• Gross negligence therefore is, in the law, said to be almost equal to malicious design.*3
    • When any unlucky consequences happen from such carelessness, the person guilty of it is often punished as if he had really intended those consequences.
    • His conduct was only thoughtless and insolent and deserved some chastisement.
      • It is considered as atrocious and as liable to the severest punishment.
  • If by he accidentally kills a man by throwing a large stone, he is liable to the severest punishment by the laws of many countries, particularly by the old law of Scotland.
    • Though this is no doubt excessively severe, it is not inconsistent with our natural sentiments.
    • Our just indignation against his conduct’s folly and inhumanity is exasperated by our sympathy with the unfortunate sufferer.
  • However, it would appear most shocking to our natural sense of equity to bring a man to the scaffold merely for throwing a stone carelessly into the street without hurting anybody.
    • The folly and inhumanity of his conduct, however, would in this case be the same.
      • But still our sentiments would be very different.
    • The consideration of this difference may satisfy us how much the indignation, even of the spectator, is animated by the actual consequences of the action.
    • In cases of this kind there will be found a great degree of severity in the laws of almost all nations.
    • as I have already observed that in those of an opposite kind there was a very general relaxation of discipline.

II.III.22. There is another degree of negligence which does not involve any injustice.

  • The person who is guilty of it treats his neighbours as he treats himself.
    • He means no harm to any body
    • He is far from entertaining any insolent contempt for the safety and happiness of others.
  • He is not, however, so careful and circumspect in his conduct as he should be.
    • On this account, he deserves some degree of blame and censure, but no sort of punishment.
  • Yet if by this kind of negligence*4 he should cause some damage to another person, he is obliged to compensate it, by the laws of all countries.
    • Though this is a real punishment, and what no mortal would have thought of inflicting on him, had it not been for the unlucky accident which his conduct caused; yet this decision of the law is approved by mankind’s natural sentiments.
  • We think that:
    • it is most just that one man should not suffer by another’s carelessness.
    • the damage caused by blamable negligence should be made up by the person guilty of it

II.III.23. There is another species of negligence,*5 which consists merely in a want of the most anxious timidity and circumspection, with regard to all the possible consequences of our actions.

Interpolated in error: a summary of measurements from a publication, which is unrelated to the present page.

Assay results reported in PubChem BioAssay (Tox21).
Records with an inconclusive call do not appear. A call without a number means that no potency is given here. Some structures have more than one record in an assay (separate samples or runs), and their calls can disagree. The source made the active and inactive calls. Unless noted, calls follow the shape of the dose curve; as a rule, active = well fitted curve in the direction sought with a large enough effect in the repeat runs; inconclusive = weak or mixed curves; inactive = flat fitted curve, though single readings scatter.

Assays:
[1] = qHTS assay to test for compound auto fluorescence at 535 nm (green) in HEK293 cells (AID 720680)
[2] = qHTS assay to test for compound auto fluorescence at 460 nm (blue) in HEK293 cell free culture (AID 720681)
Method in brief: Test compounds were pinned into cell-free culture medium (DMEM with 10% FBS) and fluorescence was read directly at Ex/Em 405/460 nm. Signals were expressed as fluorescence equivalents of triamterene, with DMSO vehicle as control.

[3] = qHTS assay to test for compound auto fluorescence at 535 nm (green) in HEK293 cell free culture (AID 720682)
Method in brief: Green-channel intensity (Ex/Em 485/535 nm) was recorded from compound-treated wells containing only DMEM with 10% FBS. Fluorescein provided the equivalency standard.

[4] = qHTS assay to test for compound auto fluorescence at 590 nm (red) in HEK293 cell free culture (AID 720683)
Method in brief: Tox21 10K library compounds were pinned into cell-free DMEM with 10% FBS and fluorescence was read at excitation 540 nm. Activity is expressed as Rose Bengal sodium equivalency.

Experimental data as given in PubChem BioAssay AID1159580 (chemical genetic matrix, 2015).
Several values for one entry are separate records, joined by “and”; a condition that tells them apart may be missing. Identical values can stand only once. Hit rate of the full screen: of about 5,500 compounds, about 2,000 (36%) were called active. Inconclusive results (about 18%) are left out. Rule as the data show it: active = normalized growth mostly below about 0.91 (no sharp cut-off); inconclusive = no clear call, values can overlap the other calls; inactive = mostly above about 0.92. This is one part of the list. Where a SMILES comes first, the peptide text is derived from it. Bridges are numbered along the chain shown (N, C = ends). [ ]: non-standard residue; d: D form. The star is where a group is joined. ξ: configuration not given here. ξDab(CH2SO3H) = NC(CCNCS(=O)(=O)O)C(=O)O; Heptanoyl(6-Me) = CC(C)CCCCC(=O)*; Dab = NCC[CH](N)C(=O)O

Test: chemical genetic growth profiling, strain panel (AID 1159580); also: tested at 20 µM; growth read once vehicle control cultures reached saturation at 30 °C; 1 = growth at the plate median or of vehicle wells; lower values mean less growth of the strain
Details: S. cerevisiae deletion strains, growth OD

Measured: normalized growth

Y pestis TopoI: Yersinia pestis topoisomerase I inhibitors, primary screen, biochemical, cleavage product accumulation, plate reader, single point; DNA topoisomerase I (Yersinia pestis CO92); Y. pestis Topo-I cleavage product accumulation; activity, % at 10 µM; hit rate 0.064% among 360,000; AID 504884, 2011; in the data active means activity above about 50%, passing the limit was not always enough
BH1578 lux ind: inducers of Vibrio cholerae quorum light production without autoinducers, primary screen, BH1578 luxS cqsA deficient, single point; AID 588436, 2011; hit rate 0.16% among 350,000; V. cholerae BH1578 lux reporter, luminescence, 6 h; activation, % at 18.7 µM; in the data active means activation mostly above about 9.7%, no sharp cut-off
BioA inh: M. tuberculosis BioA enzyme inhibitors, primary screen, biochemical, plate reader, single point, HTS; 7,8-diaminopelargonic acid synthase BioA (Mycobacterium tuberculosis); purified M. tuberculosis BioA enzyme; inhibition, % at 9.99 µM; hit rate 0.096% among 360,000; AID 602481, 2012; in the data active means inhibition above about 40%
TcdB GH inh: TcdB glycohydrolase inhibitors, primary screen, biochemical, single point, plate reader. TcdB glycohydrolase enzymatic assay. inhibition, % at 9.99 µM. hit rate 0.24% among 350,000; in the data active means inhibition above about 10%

• The want of this painful attention, when no bad consequences follow from it, is so far from being regarded as blamable, that the contrary quality is rather considered as such.
  • That timid circumspection which is afraid of everything is never regarded as a virtue
    • but as a quality which more than any other incapacitates for action and business.
  • Yet when, from a want of this excessive care, a person happens to cause some damage to another, he is often by the law obliged to compensate it.
  • Thus, by the Aquilian law, the man, who not being able to manage a horse that had accidentally taken fright, should happen to ride down his neighbour’s slave, is obliged to compensate the damage.
  • When an accident of this kind happens, we:
    • think that he should not to have rode such a horse
    • regard his attempting it as an unpardonable levity
  • Though without this accident we would:
    • not have made such a reflection
    • have regarded his refusing it as the effect of:
      • timid weakness
      • an anxiety of possible events which would be useless to be aware of
  • The person himself, who by an accident even of this kind has involuntarily hurt another, seems to have some sense of his own ill desert, with regard to him.
    • He naturally:
      • runs to the sufferer to express his concern for what happened
      • makes every acknowledgment he is capable of
    • If he has any sensibility, he necessarily desires to:
      • compensate the damage
      • do everything he can to appease that animal resentment which he knows will arise in the sufferer’s breast
    • To make no apology, to offer no atonement, is regarded as the highest brutality.
      • Yet why should he make an apology more than any other person?
      • Why should he, equally innocent with any other bystander, be singled out from all mankind to make up for another’s bad fortune?
    • This task would surely never be imposed on him.
      • Not even the impartial spectator would feel some indulgence for the unjust resentment of that other person.

Words: 3465

For corrections or comments, please email jddalisay@gmail.com

Advertisements

Leave a Reply

Fill in your details below or click an icon to log in:

WordPress.com Logo

You are commenting using your WordPress.com account. Log Out / Change )

Twitter picture

You are commenting using your Twitter account. Log Out / Change )

Facebook photo

You are commenting using your Facebook account. Log Out / Change )

Google+ photo

You are commenting using your Google+ account. Log Out / Change )

Connecting to %s